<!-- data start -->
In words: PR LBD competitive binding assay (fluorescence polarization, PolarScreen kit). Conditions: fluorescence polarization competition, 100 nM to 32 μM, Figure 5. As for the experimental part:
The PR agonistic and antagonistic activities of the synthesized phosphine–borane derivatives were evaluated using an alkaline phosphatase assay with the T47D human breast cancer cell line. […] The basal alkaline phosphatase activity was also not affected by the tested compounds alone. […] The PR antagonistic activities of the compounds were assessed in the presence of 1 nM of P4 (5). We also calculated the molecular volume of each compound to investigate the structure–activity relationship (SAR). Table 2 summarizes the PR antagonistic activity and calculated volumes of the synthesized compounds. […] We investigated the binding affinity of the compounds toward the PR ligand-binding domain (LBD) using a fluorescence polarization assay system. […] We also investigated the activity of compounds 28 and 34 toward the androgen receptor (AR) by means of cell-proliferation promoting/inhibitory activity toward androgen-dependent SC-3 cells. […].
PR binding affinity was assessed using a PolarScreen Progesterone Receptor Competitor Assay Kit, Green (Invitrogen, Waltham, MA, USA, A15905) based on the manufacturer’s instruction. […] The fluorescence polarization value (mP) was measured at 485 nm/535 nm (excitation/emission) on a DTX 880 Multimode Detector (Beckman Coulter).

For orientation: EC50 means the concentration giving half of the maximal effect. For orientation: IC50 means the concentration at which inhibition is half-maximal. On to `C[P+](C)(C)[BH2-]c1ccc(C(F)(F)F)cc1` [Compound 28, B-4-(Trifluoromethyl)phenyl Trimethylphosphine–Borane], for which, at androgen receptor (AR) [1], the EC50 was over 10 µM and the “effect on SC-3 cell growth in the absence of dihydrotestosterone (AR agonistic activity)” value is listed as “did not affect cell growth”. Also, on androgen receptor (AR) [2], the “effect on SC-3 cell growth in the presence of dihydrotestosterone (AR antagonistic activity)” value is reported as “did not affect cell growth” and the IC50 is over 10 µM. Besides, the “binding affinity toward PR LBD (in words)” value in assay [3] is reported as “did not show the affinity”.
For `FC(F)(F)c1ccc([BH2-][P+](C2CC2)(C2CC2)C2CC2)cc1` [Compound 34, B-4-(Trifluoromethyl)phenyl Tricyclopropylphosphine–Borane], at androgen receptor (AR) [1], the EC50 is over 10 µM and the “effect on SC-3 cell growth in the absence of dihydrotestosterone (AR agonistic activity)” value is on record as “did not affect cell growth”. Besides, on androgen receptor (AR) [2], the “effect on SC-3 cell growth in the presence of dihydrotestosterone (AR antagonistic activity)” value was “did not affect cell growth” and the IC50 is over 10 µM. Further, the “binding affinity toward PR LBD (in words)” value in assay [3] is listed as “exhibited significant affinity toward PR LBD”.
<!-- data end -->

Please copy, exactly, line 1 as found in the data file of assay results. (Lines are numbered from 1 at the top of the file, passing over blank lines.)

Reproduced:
In words: PR LBD competitive binding assay (fluorescence polarization, PolarScreen kit). Conditions: fluorescence polarization competition, 100 nM to 32 μM, Figure 5. As for the experimental part: